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Date of travel

June, 2021

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Malton is a very compact town and easy to explore on foot. The town is now bypassed by the A64 to the north. Yorkergate and Old Malton Gate were the main throughfare with Castlegate and Wheelgate leading to the other two gates in the town wall.

Old Malton Gate is lined with attractive stone and brick buildings. Just off it, down Church Hill is “St Leonard and St Mary Roman Catholic Church.”:
which is on the edge of the centre and the edge of the town and near the site of the castle.

St Leonard’s Church was founded in 1190 as a chapel of ease for “St Mary’s Priory “: in Old Malton. The church was closed in 1969 and gifted to the Roman Catholic Church by the Anglican Diocese of York in 1971 as an expression of ecumenical goodwill. The Roman Catholics were looking for a larger building to replace their original chapel built in 1829. The Act of Unity in 1559 had made it illegal to practise the Catholic faith in England. This was one of the first chapels to be built once the law had changed to allow them to worship. St Leonard’s was the first English parish church to be returned to Roman Catholic use since the Reformation and is probably the oldest Roman Catholic church still in use in England. Its dedication was extended to include that of St Mary. It still retains its Norman interior and font. Unfortunately it was locked.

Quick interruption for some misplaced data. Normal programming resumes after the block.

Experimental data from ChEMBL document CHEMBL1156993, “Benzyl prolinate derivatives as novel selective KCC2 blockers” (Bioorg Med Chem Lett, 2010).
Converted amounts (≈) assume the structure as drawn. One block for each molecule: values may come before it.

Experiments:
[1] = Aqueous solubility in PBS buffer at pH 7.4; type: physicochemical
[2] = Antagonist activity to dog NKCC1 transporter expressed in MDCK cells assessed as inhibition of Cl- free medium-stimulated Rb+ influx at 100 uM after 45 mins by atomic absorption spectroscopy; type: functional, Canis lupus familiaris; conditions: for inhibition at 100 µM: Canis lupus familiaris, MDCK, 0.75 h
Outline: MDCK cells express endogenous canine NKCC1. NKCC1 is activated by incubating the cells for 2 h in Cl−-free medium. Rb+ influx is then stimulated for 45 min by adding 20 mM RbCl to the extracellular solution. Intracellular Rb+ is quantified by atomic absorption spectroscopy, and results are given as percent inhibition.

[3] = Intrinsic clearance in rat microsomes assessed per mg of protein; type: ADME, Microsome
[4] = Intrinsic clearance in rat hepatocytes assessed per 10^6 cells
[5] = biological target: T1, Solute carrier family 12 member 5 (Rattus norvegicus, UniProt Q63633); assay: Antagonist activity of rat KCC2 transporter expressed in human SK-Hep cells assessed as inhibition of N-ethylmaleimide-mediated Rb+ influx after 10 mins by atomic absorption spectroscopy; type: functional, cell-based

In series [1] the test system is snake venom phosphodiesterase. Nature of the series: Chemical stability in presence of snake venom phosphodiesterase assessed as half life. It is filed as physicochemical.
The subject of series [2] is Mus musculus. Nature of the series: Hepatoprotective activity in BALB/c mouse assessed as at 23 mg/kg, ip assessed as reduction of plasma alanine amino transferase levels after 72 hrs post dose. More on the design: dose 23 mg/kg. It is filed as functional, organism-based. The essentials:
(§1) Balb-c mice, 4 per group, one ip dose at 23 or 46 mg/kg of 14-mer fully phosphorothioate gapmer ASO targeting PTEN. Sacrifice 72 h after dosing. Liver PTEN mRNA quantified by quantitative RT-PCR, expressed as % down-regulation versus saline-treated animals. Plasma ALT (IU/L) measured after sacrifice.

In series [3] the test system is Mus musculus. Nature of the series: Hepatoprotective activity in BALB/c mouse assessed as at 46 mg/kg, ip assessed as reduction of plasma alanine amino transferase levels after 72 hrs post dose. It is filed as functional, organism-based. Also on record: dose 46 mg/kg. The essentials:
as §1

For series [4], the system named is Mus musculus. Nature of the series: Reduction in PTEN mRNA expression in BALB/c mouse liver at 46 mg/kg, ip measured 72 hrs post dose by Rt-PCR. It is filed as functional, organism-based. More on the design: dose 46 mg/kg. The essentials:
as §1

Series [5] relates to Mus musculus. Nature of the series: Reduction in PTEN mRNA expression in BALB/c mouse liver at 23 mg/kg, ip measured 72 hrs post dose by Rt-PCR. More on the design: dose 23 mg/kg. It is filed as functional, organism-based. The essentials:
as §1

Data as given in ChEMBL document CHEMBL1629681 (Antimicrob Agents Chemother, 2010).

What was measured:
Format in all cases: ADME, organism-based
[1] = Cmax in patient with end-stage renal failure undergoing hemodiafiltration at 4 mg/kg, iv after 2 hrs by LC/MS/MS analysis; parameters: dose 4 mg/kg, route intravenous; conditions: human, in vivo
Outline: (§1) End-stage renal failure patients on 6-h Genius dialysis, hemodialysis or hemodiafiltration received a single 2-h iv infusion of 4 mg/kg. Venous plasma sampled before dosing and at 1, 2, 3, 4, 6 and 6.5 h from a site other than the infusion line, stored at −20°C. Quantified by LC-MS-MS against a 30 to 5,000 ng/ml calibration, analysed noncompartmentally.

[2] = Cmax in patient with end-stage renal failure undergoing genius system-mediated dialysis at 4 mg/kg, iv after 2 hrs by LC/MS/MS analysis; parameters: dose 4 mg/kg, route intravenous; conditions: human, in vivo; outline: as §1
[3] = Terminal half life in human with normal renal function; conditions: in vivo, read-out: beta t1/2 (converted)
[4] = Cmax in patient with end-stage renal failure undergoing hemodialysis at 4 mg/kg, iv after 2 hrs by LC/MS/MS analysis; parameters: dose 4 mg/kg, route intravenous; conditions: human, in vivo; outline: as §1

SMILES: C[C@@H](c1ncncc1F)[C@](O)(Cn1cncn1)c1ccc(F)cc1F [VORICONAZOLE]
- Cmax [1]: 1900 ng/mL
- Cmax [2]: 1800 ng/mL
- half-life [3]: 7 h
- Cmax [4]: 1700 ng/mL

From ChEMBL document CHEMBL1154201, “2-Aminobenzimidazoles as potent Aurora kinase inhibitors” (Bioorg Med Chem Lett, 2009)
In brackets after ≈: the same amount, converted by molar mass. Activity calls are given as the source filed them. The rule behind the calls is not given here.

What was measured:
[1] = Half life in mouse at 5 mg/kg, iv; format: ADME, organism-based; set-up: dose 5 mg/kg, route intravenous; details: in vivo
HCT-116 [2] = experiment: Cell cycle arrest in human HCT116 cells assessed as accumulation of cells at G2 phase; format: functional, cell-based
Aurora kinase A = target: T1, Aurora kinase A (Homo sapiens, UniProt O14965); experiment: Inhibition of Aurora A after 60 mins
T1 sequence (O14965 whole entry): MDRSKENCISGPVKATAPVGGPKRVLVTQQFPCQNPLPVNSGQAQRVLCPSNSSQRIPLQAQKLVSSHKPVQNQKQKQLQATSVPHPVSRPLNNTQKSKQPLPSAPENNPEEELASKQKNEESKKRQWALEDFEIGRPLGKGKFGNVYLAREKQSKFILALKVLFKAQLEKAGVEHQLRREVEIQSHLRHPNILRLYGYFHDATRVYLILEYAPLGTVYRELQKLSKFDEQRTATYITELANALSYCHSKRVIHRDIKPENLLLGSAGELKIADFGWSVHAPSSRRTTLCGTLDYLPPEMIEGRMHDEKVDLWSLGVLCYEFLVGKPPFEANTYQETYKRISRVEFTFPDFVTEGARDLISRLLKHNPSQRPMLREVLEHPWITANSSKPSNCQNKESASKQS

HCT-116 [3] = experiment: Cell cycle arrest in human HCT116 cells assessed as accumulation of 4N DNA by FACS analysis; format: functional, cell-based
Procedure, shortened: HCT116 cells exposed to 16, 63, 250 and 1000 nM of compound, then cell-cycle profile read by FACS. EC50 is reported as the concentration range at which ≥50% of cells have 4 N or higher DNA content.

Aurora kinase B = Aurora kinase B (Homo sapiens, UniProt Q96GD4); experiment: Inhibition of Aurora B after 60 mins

Although there is a large Asda by the station, Malton has avoided the blight of the chain stores and still has many small family run shops. Most of the “shops”: shops are found along Yorkergate, Walkergate and the Market Place.

The old Palace Theatre on Yorkergate, built in 1845, is now a shopping mall with a small cinema above.

Market street lined with C18th buildings.

The Shambles off the Market Place was originally where the butchers were found. It is now lined with small specialist shops from a traditional cobbler to antiques and DVDs.

“St Michael’s Church”: dominates the centre of the Market Place. At the other end is the Old Town Hall, an attractive C18th stone built structure with open arcades. It ceased to be the town hall in 1974 and was leased to Malton Museum for a few years. It is now a restaurant.

The present “museum”: is in the old Assembly Rooms on Yorkergate which date from 1814.

The River Derwent marks the Boundary between Malton and near neighbour, Norton.

There are footpaths along the Derwent in both directions and there are details of a walk to Old Malton “here.”:

Malton is now establishing itself on the tourist trail and is a pleasant place to spend a few hours. The tourist coaches are even beginning to stop here. “Eden Camp”: and “Flamingo Land”: with its zoo and amusement park are close by.


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